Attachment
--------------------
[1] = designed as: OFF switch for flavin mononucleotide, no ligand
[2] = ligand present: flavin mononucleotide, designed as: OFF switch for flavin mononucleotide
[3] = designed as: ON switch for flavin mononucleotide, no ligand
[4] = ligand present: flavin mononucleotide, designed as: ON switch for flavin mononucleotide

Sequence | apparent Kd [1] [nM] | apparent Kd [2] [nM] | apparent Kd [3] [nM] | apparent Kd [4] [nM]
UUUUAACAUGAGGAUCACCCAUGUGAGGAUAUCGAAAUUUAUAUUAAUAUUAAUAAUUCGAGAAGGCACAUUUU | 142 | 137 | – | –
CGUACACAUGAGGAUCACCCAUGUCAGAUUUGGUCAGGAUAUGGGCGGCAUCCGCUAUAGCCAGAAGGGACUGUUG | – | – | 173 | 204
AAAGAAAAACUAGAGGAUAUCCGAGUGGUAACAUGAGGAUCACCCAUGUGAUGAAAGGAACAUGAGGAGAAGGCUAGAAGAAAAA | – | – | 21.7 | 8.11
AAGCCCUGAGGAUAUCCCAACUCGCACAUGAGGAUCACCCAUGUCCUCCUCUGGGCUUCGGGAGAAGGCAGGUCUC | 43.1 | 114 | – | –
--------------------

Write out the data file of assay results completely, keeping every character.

[1] = designed as: OFF switch for flavin mononucleotide, no ligand
[2] = ligand present: flavin mononucleotide, designed as: OFF switch for flavin mononucleotide
[3] = designed as: ON switch for flavin mononucleotide, no ligand
[4] = ligand present: flavin mononucleotide, designed as: ON switch for flavin mononucleotide

Sequence | apparent Kd [1] [nM] | apparent Kd [2] [nM] | apparent Kd [3] [nM] | apparent Kd [4] [nM]
UUUUAACAUGAGGAUCACCCAUGUGAGGAUAUCGAAAUUUAUAUUAAUAUUAAUAAUUCGAGAAGGCACAUUUU | 142 | 137 | – | –
CGUACACAUGAGGAUCACCCAUGUCAGAUUUGGUCAGGAUAUGGGCGGCAUCCGCUAUAGCCAGAAGGGACUGUUG | – | – | 173 | 204
AAAGAAAAACUAGAGGAUAUCCGAGUGGUAACAUGAGGAUCACCCAUGUGAUGAAAGGAACAUGAGGAGAAGGCUAGAAGAAAAA | – | – | 21.7 | 8.11
AAGCCCUGAGGAUAUCCCAACUCGCACAUGAGGAUCACCCAUGUCCUCCUCUGGGCUUCGGGAGAAGGCAGGUCUC | 43.1 | 114 | – | –